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Endothelial Lipase: A New Risk Factor for Atherosclerosis?

  • Published: December 20, 2005
  • DOI: 10.1371/journal.pmed.0030054

Atherosclerosis, or hardening of the arteries, is the most common cause of death in industrialized countries. The formation in the arteries of deposits or plaques containing cholesterol, calcium, and other materials directly causes heart attacks, strokes, and peripheral circulatory problems by blocking the blood flow to the heart, brain, or limbs, respectively. In addition, plaque rupture causes the formation of blood clots, which can block arterial blood flow anywhere in the body.

Major risk factors for atherosclerosis include high blood pressure, obesity, smoking, and levels of certain cholesterol-containing particles in the blood stream. Cholesterol is carried around the body by particles called lipoproteins, molecules that include both lipids (fats) and proteins. Low-density lipoprotein (LDL) particles transport cholesterol to the arteries and other tissues that take up lipids. High blood concentrations of LDL particles are associated with high risk of atherosclerosis; the cholesterol carried by LDL (LDL-C) is “bad” cholesterol. By contrast, high concentrations of high-density lipoprotein (HDL) particles protect against cardiovascular disease by removing cholesterol from the arteries and taking it to the liver for excretion. Consequently, cholesterol carried by HDL (HDL-C) is “good” cholesterol, and individuals with high plasma concentrations of HDL-C and low concentrations of LDL-C are at lowest risk for cardiovascular disease.

Enzymes known as lipases modulate lipoprotein metabolism, and the activity of two of them—lipoprotein lipase and hepatic lipase—is known to affect the risk of atherosclerosis. Karen Badellino and colleagues are investigating whether a third lipase—endothelial lipase (EL)—also affects atherosclerosis risk in people, since this enzyme digests HDL and affects the development of atherosclerosis in mouse models.


Endothelial lipase and atherosclerosis


Badellino and colleagues have used a new immunoassay to measure plasma EL concentrations in 858 unrelated people enrolled in the Study of Inherited Risk of Atherosclerosis, a cross-sectional study designed to investigate biomarkers and genetic factors associated with coronary atherosclerosis. Participants, who were just examined once rather than followed over time, as happens in a prospective, longitudinal study, had a family history of premature coronary artery disease (CAD) but were asymptomatic and had no other major risk factors for CAD. Because EL is normally bound tightly to heparin and is largely unavailable for immunoassay, the authors also measured EL concentrations in 510 individuals after heparin treatment to get an accurate measure of total EL mass. They then checked whether pre and postheparin EL levels were linked in any way to the concentrations of specific lipoproteins, components of the metabolic syndrome (a syndrome associated with cardiovascular disease that includes high blood pressure and obesity), or coronary arterial calcification, a noninvasive measure of early coronary atherosclerosis.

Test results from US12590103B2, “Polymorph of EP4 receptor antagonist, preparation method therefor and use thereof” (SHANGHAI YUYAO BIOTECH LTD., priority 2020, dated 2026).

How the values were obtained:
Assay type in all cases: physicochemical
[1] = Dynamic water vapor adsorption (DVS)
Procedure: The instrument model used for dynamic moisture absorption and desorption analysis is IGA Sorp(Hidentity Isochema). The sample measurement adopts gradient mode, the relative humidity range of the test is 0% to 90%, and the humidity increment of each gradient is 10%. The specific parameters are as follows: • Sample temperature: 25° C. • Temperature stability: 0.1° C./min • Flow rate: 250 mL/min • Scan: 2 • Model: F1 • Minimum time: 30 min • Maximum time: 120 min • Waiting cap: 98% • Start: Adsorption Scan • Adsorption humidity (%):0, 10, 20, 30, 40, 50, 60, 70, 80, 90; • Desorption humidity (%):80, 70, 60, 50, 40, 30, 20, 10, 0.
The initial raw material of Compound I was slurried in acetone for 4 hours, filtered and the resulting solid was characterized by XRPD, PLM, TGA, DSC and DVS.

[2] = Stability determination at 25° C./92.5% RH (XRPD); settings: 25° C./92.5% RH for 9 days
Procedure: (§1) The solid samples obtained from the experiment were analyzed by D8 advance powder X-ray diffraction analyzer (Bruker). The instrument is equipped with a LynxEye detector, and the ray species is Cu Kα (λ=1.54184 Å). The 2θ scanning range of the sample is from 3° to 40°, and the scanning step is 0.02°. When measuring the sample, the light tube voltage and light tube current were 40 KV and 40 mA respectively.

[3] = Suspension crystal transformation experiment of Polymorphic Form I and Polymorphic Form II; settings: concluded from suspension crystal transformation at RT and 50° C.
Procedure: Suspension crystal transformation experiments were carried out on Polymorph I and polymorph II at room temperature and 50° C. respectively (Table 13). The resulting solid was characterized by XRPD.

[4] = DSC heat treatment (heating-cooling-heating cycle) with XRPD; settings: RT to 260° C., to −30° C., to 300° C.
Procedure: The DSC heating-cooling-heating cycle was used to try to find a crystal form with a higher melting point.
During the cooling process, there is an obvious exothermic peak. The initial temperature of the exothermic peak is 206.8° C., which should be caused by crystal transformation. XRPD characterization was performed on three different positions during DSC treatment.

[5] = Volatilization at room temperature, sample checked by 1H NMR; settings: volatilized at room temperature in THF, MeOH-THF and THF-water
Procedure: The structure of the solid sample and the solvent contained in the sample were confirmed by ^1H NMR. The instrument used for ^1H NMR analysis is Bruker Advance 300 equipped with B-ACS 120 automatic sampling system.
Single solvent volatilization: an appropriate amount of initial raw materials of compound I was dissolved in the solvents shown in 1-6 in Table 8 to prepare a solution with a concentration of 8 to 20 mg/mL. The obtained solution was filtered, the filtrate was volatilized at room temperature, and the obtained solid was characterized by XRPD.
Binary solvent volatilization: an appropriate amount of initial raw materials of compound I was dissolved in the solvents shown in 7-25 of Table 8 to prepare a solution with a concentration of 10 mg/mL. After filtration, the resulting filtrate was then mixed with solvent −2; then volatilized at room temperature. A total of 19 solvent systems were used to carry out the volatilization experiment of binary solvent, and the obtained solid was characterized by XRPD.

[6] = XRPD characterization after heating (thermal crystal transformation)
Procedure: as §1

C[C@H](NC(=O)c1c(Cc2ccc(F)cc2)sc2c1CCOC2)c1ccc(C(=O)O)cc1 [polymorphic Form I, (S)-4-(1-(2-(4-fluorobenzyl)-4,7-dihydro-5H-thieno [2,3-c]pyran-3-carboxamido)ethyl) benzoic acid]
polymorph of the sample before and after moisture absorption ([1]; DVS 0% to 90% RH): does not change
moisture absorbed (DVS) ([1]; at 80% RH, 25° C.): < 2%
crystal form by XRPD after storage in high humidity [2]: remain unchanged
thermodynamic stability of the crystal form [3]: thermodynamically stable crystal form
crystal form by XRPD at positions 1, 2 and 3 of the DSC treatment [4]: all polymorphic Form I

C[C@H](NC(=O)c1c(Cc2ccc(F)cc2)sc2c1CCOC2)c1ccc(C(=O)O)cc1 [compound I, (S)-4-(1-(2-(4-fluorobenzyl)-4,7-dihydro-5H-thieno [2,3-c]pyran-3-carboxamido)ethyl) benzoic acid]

The researchers found that although the average postheparin concentration of EL was about three times the average preheparin concentration, pre and postheparin levels in individuals were strongly correlated. This result suggests that measurements of EL levels in untreated individuals will provide a good indication of the total vascular expression of EL for future studies. Then, they discovered that EL plasma levels both before and after heparin treatment correlated positively with components of the metabolic syndrome. Furthermore, as in mice, high levels of EL correlated with low levels of HDL-C, or “good” cholesterol. This last inverse association was small but statistically significant, as was the positive association between EL concentrations and signs of early atherosclerosis, even after taking into account other risk factors for atherosclerosis.

Overall, the authors suggest that EL is a proatherogenic factor in people, particularly those with metabolic syndrome. EL concentrations, they suggest, may modulate the composition of lipoproteins in the blood and thus atherosclerosis risk. But, they note, only prospective, longitudinal studies in which EL concentrations are correlated with subsequent heart attacks, strokes, and other cardiovascular problems can show whether EL concentration really is a risk factor for atherosclerosis, and thus whether interventions designed to reduce EL activity can prevent atherosclerosis.